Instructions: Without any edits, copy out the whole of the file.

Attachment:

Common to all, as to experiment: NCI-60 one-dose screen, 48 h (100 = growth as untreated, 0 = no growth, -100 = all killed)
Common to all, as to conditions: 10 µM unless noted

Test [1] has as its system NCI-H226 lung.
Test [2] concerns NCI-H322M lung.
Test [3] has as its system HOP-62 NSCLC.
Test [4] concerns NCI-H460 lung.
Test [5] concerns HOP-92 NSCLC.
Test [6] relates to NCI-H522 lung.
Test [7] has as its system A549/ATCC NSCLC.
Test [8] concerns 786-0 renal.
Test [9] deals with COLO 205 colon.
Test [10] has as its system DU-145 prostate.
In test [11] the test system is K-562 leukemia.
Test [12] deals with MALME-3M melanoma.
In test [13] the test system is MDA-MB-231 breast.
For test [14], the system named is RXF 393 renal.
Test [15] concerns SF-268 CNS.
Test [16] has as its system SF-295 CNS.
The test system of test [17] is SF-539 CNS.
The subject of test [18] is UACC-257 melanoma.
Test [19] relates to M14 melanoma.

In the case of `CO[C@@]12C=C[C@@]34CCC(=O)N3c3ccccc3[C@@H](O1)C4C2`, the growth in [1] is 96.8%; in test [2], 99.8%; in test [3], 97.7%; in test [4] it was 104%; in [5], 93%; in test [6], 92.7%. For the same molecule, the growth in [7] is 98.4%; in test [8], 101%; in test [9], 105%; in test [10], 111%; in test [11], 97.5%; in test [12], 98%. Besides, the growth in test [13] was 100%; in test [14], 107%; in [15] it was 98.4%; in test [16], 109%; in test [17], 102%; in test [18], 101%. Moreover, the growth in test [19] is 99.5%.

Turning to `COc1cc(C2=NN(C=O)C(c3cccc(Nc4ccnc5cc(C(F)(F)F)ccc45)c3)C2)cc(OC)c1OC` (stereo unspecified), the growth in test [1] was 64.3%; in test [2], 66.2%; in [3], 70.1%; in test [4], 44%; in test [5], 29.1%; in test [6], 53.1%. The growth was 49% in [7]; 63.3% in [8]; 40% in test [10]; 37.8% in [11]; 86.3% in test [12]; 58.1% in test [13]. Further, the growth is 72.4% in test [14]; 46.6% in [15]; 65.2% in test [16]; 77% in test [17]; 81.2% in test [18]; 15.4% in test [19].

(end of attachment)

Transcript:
Common to all, as to experiment: NCI-60 one-dose screen, 48 h (100 = growth as untreated, 0 = no growth, -100 = all killed)
Common to all, as to conditions: 10 µM unless noted

Test [1] has as its system NCI-H226 lung.
Test [2] concerns NCI-H322M lung.
Test [3] has as its system HOP-62 NSCLC.
Test [4] concerns NCI-H460 lung.
Test [5] concerns HOP-92 NSCLC.
Test [6] relates to NCI-H522 lung.
Test [7] has as its system A549/ATCC NSCLC.
Test [8] concerns 786-0 renal.
Test [9] deals with COLO 205 colon.
Test [10] has as its system DU-145 prostate.
In test [11] the test system is K-562 leukemia.
Test [12] deals with MALME-3M melanoma.
In test [13] the test system is MDA-MB-231 breast.
For test [14], the system named is RXF 393 renal.
Test [15] concerns SF-268 CNS.
Test [16] has as its system SF-295 CNS.
The test system of test [17] is SF-539 CNS.
The subject of test [18] is UACC-257 melanoma.
Test [19] relates to M14 melanoma.

In the case of `CO[C@@]12C=C[C@@]34CCC(=O)N3c3ccccc3[C@@H](O1)C4C2`, the growth in [1] is 96.8%; in test [2], 99.8%; in test [3], 97.7%; in test [4] it was 104%; in [5], 93%; in test [6], 92.7%. For the same molecule, the growth in [7] is 98.4%; in test [8], 101%; in test [9], 105%; in test [10], 111%; in test [11], 97.5%; in test [12], 98%. Besides, the growth in test [13] was 100%; in test [14], 107%; in [15] it was 98.4%; in test [16], 109%; in test [17], 102%; in test [18], 101%. Moreover, the growth in test [19] is 99.5%.

Turning to `COc1cc(C2=NN(C=O)C(c3cccc(Nc4ccnc5cc(C(F)(F)F)ccc45)c3)C2)cc(OC)c1OC` (stereo unspecified), the growth in test [1] was 64.3%; in test [2], 66.2%; in [3], 70.1%; in test [4], 44%; in test [5], 29.1%; in test [6], 53.1%. The growth was 49% in [7]; 63.3% in [8]; 40% in test [10]; 37.8% in [11]; 86.3% in test [12]; 58.1% in test [13]. Further, the growth is 72.4% in test [14]; 46.6% in [15]; 65.2% in test [16]; 77% in test [17]; 81.2% in test [18]; 15.4% in test [19].